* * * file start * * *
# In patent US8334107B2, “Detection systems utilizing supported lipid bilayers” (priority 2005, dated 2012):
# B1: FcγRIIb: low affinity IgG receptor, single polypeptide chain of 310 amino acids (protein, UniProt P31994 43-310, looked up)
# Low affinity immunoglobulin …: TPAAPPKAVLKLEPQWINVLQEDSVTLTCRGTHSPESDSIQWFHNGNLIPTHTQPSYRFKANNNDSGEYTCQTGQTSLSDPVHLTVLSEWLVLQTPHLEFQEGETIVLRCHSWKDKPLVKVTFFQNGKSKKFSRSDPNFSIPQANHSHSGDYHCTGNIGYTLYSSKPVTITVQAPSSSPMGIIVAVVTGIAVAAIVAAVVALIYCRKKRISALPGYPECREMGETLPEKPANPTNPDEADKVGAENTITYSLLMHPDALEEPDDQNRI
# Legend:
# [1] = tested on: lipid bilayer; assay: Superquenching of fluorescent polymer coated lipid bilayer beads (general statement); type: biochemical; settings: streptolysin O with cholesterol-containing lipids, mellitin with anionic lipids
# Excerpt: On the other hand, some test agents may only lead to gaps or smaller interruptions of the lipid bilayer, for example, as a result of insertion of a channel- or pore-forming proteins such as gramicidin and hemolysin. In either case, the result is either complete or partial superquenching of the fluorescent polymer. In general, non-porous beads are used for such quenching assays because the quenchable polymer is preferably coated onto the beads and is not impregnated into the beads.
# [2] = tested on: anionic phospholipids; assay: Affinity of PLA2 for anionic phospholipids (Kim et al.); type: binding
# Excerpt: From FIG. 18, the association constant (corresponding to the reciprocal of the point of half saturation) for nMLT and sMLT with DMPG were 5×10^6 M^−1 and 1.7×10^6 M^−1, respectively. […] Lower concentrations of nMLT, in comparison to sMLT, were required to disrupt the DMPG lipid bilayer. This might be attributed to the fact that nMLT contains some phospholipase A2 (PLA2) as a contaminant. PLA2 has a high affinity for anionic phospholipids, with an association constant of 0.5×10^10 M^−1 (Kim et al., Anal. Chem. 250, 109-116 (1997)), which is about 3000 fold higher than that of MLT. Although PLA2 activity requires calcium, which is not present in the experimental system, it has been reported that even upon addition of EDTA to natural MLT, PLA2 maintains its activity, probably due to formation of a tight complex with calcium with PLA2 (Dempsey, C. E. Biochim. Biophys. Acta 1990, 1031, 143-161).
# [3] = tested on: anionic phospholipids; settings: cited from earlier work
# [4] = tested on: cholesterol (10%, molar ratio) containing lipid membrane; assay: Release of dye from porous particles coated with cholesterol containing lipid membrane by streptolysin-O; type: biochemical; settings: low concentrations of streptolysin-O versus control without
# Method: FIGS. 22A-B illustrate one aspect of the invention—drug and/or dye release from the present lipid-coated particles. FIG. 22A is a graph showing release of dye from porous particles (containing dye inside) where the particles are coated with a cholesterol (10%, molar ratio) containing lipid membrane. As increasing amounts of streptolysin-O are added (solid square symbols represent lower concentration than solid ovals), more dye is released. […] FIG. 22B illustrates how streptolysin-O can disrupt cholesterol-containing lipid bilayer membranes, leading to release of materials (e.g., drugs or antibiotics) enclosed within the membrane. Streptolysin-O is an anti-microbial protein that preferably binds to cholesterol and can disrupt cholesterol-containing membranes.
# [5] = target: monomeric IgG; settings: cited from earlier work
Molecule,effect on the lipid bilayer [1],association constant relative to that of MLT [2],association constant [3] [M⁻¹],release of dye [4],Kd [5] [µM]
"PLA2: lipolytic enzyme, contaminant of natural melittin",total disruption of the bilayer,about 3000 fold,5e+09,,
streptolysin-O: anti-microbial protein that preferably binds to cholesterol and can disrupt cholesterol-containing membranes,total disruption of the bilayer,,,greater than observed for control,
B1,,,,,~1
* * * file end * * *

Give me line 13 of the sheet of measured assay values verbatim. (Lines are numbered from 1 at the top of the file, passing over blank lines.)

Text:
Molecule,effect on the lipid bilayer [1],association constant relative to that of MLT [2],association constant [3] [M⁻¹],release of dye [4],Kd [5] [µM]